This month’s community highlights span a variety of file formats — APK, ELF and PE.
1) Anubis [Link to Analysis]
Anubis is an Android banking trojan designed to take control of mobile devices and steal credentials or hold data for ransom. The malware has been deployed as part of several cybercrime campaigns in recent years, mostly through phishing emails containing a malicious APK file. The file is automatically downloaded and executed, asking for permissions to enable Google Play Protect — however, it’s actually gaining full permissions on the device.
Once installed, Anubis can use keylogging and access all data on the infected device.
In the analysis below we can see a Dex file located within the malicious APK. The file is classified by our system as Anubis, based on shared code with previous Anubis samples.
2) Dridex [Link to Analysis]
Dridex is a popular information stealing malware known to be active in various versions since 2012. This threat usually arrives via malspam campaigns with some packing, utilizing evasion techniques to avoid detection. The analysis below demonstrates one of the packing techniques used by Dridex. Interestingly, the sample shares code with Ursnif, which suggests this packer has been used by both threats. We can also see small code connections (18 genes) to the Bitpaymer ransomware, a more recent information stealer which is believed to have evolved from Dridex.
3) APT40 [Link to Analysis]
APT40 — also known as Leviathan — is a nation-state sponsored threat group with alleged Chinese origins. This group has been active since at least 2014, and has been known to target maritime agencies, naval defense contractors and research institutions in the United States and western Europe.
These targeted attacks usually begin with spearphishing specific targets, to deliver their tools and infect a machine. The initial stage is often a Microsoft Office document with VB macro scripts which can download additional malware onto the host.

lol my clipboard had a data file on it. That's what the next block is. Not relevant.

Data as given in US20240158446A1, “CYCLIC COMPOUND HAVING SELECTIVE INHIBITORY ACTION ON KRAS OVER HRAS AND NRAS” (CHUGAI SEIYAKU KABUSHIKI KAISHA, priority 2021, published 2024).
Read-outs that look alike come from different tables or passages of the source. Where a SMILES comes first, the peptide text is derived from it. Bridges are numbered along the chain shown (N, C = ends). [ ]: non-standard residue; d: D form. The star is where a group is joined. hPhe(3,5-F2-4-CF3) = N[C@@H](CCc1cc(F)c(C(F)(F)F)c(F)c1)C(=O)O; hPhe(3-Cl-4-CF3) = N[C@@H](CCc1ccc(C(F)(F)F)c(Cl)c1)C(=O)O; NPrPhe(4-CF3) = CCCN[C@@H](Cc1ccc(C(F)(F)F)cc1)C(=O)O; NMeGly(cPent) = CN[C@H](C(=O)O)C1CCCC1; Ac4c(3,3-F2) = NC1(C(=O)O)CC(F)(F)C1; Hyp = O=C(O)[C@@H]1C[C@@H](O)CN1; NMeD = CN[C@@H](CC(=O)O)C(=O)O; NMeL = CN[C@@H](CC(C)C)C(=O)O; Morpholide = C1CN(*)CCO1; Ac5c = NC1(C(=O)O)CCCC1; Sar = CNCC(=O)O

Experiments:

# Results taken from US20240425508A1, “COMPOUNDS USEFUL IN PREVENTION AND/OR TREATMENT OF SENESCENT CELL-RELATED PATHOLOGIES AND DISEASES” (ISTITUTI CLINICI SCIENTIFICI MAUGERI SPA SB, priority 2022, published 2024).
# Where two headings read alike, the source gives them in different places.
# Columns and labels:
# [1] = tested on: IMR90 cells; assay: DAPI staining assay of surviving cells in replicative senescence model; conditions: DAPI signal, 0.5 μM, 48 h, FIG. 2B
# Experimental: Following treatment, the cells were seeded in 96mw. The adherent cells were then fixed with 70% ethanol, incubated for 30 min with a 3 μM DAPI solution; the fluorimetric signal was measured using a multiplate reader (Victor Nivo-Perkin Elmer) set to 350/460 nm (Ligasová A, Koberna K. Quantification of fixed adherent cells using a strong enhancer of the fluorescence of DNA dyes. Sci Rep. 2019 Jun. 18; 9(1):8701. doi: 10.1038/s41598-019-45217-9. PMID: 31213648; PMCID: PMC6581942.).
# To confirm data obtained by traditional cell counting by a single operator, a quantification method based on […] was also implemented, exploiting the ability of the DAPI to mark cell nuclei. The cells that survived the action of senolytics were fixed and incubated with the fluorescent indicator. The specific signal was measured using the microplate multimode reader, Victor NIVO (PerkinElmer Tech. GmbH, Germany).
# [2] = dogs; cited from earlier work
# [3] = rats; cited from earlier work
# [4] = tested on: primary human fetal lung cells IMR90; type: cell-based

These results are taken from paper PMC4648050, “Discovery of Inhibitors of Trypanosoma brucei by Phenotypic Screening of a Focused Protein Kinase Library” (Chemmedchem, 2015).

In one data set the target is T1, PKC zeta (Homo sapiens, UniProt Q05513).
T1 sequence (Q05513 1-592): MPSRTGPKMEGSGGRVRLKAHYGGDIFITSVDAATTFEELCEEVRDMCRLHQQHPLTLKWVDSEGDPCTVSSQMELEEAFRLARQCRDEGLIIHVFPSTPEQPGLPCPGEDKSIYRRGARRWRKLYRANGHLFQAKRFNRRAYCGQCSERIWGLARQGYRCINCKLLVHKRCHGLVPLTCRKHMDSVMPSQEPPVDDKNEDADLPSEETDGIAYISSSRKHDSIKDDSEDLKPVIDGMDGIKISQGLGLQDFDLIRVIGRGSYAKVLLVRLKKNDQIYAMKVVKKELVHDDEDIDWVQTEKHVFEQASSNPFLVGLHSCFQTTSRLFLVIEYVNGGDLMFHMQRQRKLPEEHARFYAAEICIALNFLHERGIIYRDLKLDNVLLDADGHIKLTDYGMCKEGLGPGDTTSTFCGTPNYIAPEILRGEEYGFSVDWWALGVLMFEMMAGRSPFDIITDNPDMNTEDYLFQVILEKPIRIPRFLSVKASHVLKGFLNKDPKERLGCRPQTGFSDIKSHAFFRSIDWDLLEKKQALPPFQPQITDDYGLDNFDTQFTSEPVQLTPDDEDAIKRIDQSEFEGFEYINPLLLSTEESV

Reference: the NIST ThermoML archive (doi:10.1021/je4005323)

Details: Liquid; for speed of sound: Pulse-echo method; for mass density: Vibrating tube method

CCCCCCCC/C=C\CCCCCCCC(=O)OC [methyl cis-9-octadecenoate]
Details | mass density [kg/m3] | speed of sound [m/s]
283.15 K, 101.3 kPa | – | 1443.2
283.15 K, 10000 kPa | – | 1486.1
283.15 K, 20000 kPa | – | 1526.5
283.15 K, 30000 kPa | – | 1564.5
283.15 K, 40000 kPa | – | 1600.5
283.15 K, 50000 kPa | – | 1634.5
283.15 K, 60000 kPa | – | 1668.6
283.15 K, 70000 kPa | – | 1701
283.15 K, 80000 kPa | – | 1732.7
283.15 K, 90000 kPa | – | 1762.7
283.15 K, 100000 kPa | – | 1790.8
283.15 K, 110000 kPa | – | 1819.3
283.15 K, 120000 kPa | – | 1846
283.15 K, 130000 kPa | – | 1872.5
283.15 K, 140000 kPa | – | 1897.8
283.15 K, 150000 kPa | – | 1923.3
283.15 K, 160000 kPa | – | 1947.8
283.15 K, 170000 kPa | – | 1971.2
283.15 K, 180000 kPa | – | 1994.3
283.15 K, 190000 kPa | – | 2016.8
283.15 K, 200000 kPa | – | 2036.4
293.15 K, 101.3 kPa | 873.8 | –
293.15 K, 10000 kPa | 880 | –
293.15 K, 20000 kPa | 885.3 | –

In the analysis below, we can see a DLL file which shares over 85% of its code with APT40.
4) DNSAmp [Link to Analysis]
The sample below is a Linux DDoS tool which uses DNS amplification to target servers and disrupt their normal operations. As we see in most Linux malware, shared code exists between many malware families. This community sample has genetic connections to other DDoS malware, such as BillGates, DDOS.TF and DDoS.Manager.
Using the string reuse feature in Intezer Analyze, you can search for and identify strings that tell you more about the nature of the threat:
5) DeathRansom [Link to Analysis]
As its name implies, DeathRansom is a ransomware used for encrypting data on infected machines. DeathRansom isn’t a new threat, but it has made news recently with its latest version, first reported in late 2019. While the ransomware wasn’t taken seriously in the beginning — it was largely unsuccessful encrypting files — the latest versions of this malware are using complex encryption methods.
This ransomware doesn’t attempt to conceal its identity, evidenced by revealing strings. Try it now by searching for ‘ransom’ in the string reuse section of the below analysis.
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